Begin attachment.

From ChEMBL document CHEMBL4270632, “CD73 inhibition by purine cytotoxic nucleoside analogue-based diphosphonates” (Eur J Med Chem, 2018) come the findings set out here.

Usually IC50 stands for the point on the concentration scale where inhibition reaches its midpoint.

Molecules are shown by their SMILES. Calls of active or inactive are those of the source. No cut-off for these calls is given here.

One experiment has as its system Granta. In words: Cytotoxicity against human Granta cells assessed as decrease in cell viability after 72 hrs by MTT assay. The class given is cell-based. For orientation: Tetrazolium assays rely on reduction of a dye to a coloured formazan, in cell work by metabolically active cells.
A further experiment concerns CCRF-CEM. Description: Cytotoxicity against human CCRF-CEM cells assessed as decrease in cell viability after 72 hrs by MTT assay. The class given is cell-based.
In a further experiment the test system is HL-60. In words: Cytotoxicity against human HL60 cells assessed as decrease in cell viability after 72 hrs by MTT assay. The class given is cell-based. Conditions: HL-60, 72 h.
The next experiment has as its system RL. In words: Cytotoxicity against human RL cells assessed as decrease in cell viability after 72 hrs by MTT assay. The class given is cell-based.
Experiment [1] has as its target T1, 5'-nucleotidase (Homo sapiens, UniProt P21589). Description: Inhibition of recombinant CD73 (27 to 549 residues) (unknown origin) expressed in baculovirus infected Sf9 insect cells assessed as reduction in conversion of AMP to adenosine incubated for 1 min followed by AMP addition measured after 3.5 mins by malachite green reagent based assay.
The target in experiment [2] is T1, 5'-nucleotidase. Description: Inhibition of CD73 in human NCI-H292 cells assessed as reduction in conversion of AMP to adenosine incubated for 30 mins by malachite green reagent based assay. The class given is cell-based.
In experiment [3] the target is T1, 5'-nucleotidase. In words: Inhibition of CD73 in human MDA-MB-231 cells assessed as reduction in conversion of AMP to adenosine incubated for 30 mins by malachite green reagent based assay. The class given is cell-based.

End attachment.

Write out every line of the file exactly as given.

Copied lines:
From ChEMBL document CHEMBL4270632, “CD73 inhibition by purine cytotoxic nucleoside analogue-based diphosphonates” (Eur J Med Chem, 2018) come the findings set out here.

Usually IC50 stands for the point on the concentration scale where inhibition reaches its midpoint.

Molecules are shown by their SMILES. Calls of active or inactive are those of the source. No cut-off for these calls is given here.

One experiment has as its system Granta. In words: Cytotoxicity against human Granta cells assessed as decrease in cell viability after 72 hrs by MTT assay. The class given is cell-based. For orientation: Tetrazolium assays rely on reduction of a dye to a coloured formazan, in cell work by metabolically active cells.
A further experiment concerns CCRF-CEM. Description: Cytotoxicity against human CCRF-CEM cells assessed as decrease in cell viability after 72 hrs by MTT assay. The class given is cell-based.
In a further experiment the test system is HL-60. In words: Cytotoxicity against human HL60 cells assessed as decrease in cell viability after 72 hrs by MTT assay. The class given is cell-based. Conditions: HL-60, 72 h.
The next experiment has as its system RL. In words: Cytotoxicity against human RL cells assessed as decrease in cell viability after 72 hrs by MTT assay. The class given is cell-based.
Experiment [1] has as its target T1, 5'-nucleotidase (Homo sapiens, UniProt P21589). Description: Inhibition of recombinant CD73 (27 to 549 residues) (unknown origin) expressed in baculovirus infected Sf9 insect cells assessed as reduction in conversion of AMP to adenosine incubated for 1 min followed by AMP addition measured after 3.5 mins by malachite green reagent based assay.
The target in experiment [2] is T1, 5'-nucleotidase. Description: Inhibition of CD73 in human NCI-H292 cells assessed as reduction in conversion of AMP to adenosine incubated for 30 mins by malachite green reagent based assay. The class given is cell-based.
In experiment [3] the target is T1, 5'-nucleotidase. In words: Inhibition of CD73 in human MDA-MB-231 cells assessed as reduction in conversion of AMP to adenosine incubated for 30 mins by malachite green reagent based assay. The class given is cell-based.